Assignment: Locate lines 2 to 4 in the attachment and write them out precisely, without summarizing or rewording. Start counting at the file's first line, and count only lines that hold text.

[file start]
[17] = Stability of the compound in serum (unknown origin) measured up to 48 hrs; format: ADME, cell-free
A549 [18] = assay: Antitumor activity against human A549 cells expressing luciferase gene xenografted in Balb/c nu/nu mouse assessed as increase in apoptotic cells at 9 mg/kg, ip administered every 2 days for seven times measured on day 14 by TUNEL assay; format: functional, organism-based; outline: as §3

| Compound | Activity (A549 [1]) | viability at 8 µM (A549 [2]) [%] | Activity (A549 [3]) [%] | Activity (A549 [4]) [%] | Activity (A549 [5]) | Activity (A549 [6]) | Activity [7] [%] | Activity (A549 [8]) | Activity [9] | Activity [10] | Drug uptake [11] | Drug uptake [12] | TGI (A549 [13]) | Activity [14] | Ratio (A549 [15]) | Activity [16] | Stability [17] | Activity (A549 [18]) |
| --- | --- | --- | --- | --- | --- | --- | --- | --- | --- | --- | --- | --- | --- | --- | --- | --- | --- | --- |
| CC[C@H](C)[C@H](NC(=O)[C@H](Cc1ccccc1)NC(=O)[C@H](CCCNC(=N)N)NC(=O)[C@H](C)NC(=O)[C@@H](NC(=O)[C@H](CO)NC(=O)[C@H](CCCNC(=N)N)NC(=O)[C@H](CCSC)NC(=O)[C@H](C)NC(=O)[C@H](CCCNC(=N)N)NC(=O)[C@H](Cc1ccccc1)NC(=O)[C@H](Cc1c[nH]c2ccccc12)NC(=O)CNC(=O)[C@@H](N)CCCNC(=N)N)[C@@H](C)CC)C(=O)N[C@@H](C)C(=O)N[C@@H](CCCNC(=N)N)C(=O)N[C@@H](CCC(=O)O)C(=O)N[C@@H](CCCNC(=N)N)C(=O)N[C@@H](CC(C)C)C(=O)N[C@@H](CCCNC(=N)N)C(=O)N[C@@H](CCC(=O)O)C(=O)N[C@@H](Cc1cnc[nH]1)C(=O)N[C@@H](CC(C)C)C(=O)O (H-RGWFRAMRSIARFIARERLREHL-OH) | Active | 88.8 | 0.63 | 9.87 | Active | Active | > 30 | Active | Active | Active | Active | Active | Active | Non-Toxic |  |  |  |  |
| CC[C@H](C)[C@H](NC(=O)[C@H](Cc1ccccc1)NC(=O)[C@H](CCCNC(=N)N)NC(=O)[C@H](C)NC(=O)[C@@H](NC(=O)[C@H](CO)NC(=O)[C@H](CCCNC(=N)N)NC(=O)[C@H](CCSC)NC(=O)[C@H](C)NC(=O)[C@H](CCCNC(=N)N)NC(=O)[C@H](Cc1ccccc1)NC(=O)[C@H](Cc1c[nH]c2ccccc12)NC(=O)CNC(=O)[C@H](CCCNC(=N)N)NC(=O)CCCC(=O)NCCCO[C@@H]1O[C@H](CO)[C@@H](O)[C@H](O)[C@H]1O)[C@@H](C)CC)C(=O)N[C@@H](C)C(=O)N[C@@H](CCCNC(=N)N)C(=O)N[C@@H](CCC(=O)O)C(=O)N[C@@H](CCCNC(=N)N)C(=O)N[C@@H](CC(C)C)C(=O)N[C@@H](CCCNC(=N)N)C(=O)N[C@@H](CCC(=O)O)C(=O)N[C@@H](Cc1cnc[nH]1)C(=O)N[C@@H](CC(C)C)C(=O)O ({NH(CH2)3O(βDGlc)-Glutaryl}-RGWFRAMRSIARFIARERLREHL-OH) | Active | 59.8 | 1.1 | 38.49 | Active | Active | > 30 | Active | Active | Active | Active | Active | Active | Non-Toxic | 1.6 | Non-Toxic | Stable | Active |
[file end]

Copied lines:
A549 [18] = assay: Antitumor activity against human A549 cells expressing luciferase gene xenografted in Balb/c nu/nu mouse assessed as increase in apoptotic cells at 9 mg/kg, ip administered every 2 days for seven times measured on day 14 by TUNEL assay; format: functional, organism-based; outline: as §3

| Compound | Activity (A549 [1]) | viability at 8 µM (A549 [2]) [%] | Activity (A549 [3]) [%] | Activity (A549 [4]) [%] | Activity (A549 [5]) | Activity (A549 [6]) | Activity [7] [%] | Activity (A549 [8]) | Activity [9] | Activity [10] | Drug uptake [11] | Drug uptake [12] | TGI (A549 [13]) | Activity [14] | Ratio (A549 [15]) | Activity [16] | Stability [17] | Activity (A549 [18]) |
| --- | --- | --- | --- | --- | --- | --- | --- | --- | --- | --- | --- | --- | --- | --- | --- | --- | --- | --- |